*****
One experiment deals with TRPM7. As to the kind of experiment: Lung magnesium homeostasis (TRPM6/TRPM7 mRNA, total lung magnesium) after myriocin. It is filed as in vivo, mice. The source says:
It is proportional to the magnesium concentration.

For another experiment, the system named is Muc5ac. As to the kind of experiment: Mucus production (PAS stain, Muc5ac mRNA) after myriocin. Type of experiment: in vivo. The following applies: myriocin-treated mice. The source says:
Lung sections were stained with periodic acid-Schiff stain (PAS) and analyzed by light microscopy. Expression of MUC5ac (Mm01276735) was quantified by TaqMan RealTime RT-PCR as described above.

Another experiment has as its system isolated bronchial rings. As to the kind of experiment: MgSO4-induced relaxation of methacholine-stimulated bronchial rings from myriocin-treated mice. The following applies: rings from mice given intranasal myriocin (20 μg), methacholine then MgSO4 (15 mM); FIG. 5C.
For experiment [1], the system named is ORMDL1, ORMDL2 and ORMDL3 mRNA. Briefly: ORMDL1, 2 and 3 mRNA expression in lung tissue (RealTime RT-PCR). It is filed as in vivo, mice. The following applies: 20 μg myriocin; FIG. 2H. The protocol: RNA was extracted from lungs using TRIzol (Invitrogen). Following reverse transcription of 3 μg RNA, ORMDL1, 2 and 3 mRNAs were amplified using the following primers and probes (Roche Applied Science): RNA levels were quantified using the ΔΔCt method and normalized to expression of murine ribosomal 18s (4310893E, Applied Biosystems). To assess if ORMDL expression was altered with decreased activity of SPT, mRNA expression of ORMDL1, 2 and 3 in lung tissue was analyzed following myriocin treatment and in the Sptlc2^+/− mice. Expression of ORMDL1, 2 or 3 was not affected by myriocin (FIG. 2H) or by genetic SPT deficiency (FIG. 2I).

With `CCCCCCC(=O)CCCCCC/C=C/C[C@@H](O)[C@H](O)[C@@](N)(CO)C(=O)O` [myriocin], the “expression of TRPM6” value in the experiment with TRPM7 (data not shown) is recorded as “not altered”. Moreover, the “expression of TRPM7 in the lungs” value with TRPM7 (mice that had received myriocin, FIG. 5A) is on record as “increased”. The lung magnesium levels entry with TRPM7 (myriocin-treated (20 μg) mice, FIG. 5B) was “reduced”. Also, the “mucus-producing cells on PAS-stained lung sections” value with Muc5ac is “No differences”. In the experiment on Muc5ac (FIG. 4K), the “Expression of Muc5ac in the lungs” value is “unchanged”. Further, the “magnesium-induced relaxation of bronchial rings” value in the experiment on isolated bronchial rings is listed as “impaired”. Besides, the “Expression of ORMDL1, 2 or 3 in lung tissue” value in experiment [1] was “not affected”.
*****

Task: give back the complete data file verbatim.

One experiment deals with TRPM7. As to the kind of experiment: Lung magnesium homeostasis (TRPM6/TRPM7 mRNA, total lung magnesium) after myriocin. It is filed as in vivo, mice. The source says:
It is proportional to the magnesium concentration.

For another experiment, the system named is Muc5ac. As to the kind of experiment: Mucus production (PAS stain, Muc5ac mRNA) after myriocin. Type of experiment: in vivo. The following applies: myriocin-treated mice. The source says:
Lung sections were stained with periodic acid-Schiff stain (PAS) and analyzed by light microscopy. Expression of MUC5ac (Mm01276735) was quantified by TaqMan RealTime RT-PCR as described above.

Another experiment has as its system isolated bronchial rings. As to the kind of experiment: MgSO4-induced relaxation of methacholine-stimulated bronchial rings from myriocin-treated mice. The following applies: rings from mice given intranasal myriocin (20 μg), methacholine then MgSO4 (15 mM); FIG. 5C.
For experiment [1], the system named is ORMDL1, ORMDL2 and ORMDL3 mRNA. Briefly: ORMDL1, 2 and 3 mRNA expression in lung tissue (RealTime RT-PCR). It is filed as in vivo, mice. The following applies: 20 μg myriocin; FIG. 2H. The protocol: RNA was extracted from lungs using TRIzol (Invitrogen). Following reverse transcription of 3 μg RNA, ORMDL1, 2 and 3 mRNAs were amplified using the following primers and probes (Roche Applied Science): RNA levels were quantified using the ΔΔCt method and normalized to expression of murine ribosomal 18s (4310893E, Applied Biosystems). To assess if ORMDL expression was altered with decreased activity of SPT, mRNA expression of ORMDL1, 2 and 3 in lung tissue was analyzed following myriocin treatment and in the Sptlc2^+/− mice. Expression of ORMDL1, 2 or 3 was not affected by myriocin (FIG. 2H) or by genetic SPT deficiency (FIG. 2I).

With `CCCCCCC(=O)CCCCCC/C=C/C[C@@H](O)[C@H](O)[C@@](N)(CO)C(=O)O` [myriocin], the “expression of TRPM6” value in the experiment with TRPM7 (data not shown) is recorded as “not altered”. Moreover, the “expression of TRPM7 in the lungs” value with TRPM7 (mice that had received myriocin, FIG. 5A) is on record as “increased”. The lung magnesium levels entry with TRPM7 (myriocin-treated (20 μg) mice, FIG. 5B) was “reduced”. Also, the “mucus-producing cells on PAS-stained lung sections” value with Muc5ac is “No differences”. In the experiment on Muc5ac (FIG. 4K), the “Expression of Muc5ac in the lungs” value is “unchanged”. Further, the “magnesium-induced relaxation of bronchial rings” value in the experiment on isolated bronchial rings is listed as “impaired”. Besides, the “Expression of ORMDL1, 2 or 3 in lung tissue” value in experiment [1] was “not affected”.